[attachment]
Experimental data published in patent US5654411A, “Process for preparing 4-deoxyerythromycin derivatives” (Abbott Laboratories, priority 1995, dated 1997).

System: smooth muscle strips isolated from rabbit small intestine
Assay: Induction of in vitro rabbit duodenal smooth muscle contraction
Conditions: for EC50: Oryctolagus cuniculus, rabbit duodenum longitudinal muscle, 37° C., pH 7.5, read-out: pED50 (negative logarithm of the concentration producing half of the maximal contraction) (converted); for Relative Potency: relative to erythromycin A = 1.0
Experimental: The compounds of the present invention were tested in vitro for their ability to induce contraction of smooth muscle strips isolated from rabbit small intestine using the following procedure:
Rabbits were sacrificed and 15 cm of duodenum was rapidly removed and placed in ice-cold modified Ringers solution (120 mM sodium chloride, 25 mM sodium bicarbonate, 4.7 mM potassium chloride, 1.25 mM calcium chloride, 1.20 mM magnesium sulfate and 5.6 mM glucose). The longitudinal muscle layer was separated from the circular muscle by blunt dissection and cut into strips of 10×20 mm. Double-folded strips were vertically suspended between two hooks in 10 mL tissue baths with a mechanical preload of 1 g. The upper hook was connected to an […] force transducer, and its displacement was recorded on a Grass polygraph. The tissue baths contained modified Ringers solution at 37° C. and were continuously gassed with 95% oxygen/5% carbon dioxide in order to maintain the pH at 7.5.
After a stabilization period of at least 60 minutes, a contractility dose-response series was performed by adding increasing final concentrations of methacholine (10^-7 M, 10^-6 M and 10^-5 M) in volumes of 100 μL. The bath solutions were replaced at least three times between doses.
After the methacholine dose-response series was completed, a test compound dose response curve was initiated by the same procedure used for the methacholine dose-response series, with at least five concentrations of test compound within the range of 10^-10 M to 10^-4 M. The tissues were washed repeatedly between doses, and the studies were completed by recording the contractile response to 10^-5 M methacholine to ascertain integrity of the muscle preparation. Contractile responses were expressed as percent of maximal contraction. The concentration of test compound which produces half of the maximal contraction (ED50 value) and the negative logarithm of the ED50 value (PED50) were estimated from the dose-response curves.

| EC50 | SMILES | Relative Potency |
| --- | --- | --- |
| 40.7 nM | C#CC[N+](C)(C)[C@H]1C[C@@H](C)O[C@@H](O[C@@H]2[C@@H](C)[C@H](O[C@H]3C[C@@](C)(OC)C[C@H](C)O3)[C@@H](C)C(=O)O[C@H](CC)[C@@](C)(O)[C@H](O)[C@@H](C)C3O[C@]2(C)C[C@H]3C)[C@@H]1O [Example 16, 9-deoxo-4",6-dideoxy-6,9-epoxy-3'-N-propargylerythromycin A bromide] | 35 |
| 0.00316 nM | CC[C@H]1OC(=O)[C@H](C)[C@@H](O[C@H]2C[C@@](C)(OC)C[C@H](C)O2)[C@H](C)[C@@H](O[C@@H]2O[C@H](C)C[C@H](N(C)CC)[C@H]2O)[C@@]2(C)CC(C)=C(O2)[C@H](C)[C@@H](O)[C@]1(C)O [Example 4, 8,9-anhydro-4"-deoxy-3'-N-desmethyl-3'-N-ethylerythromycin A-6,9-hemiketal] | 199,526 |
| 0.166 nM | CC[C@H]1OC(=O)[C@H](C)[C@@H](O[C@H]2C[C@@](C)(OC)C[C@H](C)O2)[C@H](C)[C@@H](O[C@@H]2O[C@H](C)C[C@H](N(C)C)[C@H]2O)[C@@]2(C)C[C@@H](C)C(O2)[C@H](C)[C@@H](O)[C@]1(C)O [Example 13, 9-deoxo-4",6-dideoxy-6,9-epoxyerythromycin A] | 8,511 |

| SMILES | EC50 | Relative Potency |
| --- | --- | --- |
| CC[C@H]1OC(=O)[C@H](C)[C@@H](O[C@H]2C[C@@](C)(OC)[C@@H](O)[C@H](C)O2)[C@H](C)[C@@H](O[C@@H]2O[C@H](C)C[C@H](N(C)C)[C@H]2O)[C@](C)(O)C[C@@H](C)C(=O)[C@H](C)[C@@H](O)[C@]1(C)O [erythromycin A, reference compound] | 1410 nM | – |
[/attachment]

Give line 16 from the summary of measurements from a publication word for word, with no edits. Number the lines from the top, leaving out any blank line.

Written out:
| CC[C@H]1OC(=O)[C@H](C)[C@@H](O[C@H]2C[C@@](C)(OC)[C@@H](O)[C@H](C)O2)[C@H](C)[C@@H](O[C@@H]2O[C@H](C)C[C@H](N(C)C)[C@H]2O)[C@](C)(O)C[C@@H](C)C(=O)[C@H](C)[C@@H](O)[C@]1(C)O [erythromycin A, reference compound] | 1410 nM | – |